President's Budget Offers Mixed Bag for Biopharma
The $3.77 trillion budget proposal for fiscal 2014 that the White House unveiled Wednesday offers drugmakers a mixed bag of good news and bad news in terms of tax reforms and health care spending.
When it comes to the tax reforms, whether the news is good or bad depends on the size of the company. Small biotechs could qualify for tax write-offs for up to $500,000 in new investments and a 10 percent tax credit for hiring new employees or increasing wages.
The budget also would reform an R&D tax incentive and make it permanent.
On the bad news side, at least for big pharma, the proposal includes reforms that would prevent multinational drugmakers from shifting profits overseas in an effort to avoid U.S. taxes.
The idea, according to the administration, is to encourage U.S.-based companies to bring jobs home.
On a personal note, CEOs of big pharma companies would have to give 30 percent of their earnings of $1 million or more to the government, and the budget would limit the value of tax deductions and other tax benefits for other high-income earners who haven't entered the millionaire's club. It also would tax carried interest of private equity and venture capitalists as earned income.
On the good news side of the equation for health care, the budget includes $4.7 billion for the FDA, an increase of $821 million over 2012 funding, the administration said. User fees would fund 94 percent of the proposed increase.
Some of that increase includes $10 million more to support agency inspections in China. Another $3.5 million would be used to improve the development and success rates for medical countermeasures (MCMs). The president's 2012 budget proposal included similar requests. (See , Feb. 14, 2012.)
The bad news is that, despite the bump in funding, the FDA would see a $15 million decrease in budget authority for its drug, biologics and medical device programs.
"These are tight budget times, and the FDA budget request reflects this reality," FDA Commissioner Margaret Hamburg said.
The news for the National Institutes of Health (NIH) also is a bit mixed. The institutes would see a slight funding bump from $30.6 billion to $31 billion. But part of that increase would be earmarked for the president's recently announced BRAIN Initiative.
Funding Medicare Savings
More bad news for drugmakers can be found in President Barack Obama's proposals to reduce Medicare spending. For the most part, they're not new ideas, and the administration hasn't had much luck in getting them through Congress. They include:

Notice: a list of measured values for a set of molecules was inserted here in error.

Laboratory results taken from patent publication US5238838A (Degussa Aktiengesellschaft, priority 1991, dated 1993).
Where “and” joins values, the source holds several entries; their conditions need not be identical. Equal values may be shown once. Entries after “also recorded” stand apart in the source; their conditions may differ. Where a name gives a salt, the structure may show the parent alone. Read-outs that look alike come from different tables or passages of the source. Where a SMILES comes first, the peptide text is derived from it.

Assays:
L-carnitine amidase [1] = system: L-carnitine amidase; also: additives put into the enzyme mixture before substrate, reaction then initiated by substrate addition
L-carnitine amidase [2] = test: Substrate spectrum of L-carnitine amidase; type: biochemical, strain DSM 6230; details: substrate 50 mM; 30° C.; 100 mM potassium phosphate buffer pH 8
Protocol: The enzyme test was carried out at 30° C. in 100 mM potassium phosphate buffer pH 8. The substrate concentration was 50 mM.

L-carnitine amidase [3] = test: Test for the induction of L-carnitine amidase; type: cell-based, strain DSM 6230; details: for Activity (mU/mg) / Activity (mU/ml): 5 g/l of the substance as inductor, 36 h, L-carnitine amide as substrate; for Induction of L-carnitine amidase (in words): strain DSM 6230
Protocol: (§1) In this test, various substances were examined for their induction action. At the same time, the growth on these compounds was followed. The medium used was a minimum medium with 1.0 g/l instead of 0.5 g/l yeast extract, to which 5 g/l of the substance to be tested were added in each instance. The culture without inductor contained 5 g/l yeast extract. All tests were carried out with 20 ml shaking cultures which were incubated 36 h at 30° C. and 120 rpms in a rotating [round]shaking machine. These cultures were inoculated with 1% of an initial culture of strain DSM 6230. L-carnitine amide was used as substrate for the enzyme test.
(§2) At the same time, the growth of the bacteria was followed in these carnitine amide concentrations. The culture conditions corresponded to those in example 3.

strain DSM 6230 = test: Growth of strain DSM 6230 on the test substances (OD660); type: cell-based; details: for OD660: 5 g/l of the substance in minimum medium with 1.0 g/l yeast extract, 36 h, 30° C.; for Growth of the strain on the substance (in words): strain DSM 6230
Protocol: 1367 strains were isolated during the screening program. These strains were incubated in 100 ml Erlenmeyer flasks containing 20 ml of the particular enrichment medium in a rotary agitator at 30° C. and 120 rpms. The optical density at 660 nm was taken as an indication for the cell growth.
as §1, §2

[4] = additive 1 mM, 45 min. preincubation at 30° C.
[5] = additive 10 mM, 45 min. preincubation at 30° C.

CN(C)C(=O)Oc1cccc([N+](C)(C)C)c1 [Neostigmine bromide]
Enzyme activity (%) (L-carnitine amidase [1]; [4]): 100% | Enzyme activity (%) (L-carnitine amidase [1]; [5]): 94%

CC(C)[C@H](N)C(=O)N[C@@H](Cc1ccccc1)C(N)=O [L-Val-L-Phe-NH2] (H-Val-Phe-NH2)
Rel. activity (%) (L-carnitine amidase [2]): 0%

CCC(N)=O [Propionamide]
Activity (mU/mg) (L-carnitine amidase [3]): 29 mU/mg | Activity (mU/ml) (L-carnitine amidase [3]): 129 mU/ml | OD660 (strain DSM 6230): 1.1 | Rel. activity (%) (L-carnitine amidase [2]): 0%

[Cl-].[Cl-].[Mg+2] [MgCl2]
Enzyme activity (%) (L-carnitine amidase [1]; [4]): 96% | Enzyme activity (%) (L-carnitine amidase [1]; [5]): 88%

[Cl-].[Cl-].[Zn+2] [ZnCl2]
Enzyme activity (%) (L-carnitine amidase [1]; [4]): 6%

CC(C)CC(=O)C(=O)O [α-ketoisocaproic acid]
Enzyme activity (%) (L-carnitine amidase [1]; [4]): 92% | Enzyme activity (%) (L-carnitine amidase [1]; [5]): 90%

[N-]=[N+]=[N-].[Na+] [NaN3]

reducing biologic exclusivity from 12 years to seven years to facilitate the entry of "generic biologics," for a 10-year savings of about $3.3 billion;
ending pay-for-delay patent settlements between brand and generic drugmakers, for a savings of $11 billion over the next decade. In the past, the administration has said ending the settlements would produce a 10-year savings of $3 billion, according to Mark Schoenebaum, an analyst with the ISI Group;
aligning Medicare drug payments with Medicaid rebate policies for low-income beneficiaries, for a savings of about $123 billion (Schoenebaum said he thinks the dual-eligible proposal has, at best, a 40 percent chance of becoming law);
cracking down on Medicare fraud and abuse, and stepping up civil and criminal enforcement. That would include expanded authority to exclude individuals affiliated with companies sanctioned for fraudulent or other prohibited actions.
A new item added to Obama's Medicare wish list is closing the Part D "donut hole" for brand drugs by 2015, instead of 2020, for an $11 billion savings. That goal would be achieved by increasing the discounts drugmakers offer Medicare.
Meanwhile, the news is nothing but good for makers of MCMs. The budget proposes $415 million, including the FDA funding and continued funding from the NIH Concept Acceleration Program, to enhance the advanced development of next-generation MCMs. It also calls for $250 million to replenish the BioShield Special Reserve Fund and provides new, flexible contracting authority. Another $140 million would be used to support programs to respond to an influenza pandemic, including licensure of low-dose vaccines and support of international vaccine production capacity.
Like the budget itself, industry's reaction is mixed. The Generic Pharmaceutical Association (GPhA), for instance, praised the inclusion of shorter biologic exclusivity and provisions to encourage increased use of generics. But the trade group warned that measures to end pay-for-delay settlements and change Medicare rebates "would do more harm than good."
Noting that Medicare Part D continues to operate at 40 percent less than the original estimates, GPhA credits the program's success to the market-based competition built into the program. "Imposing rebates would upset this structure," the group said.
While the budget, which would end sequestration, shows what the administration wants to see, it's not likely Congress will approve it, as it comes in at $160 billion over the baseline set by the Congressional Budget Office and is higher than both the House and Senate budget resolutions. (See , March 22, 2013.)
Normally, presidents submit their budget proposals in February, so the House and Senate can use them as a starting point for their own proposals. Because of the administration's delay in releasing its proposal this year, the budget process was reversed for fiscal 2014, which begins Oct. 1.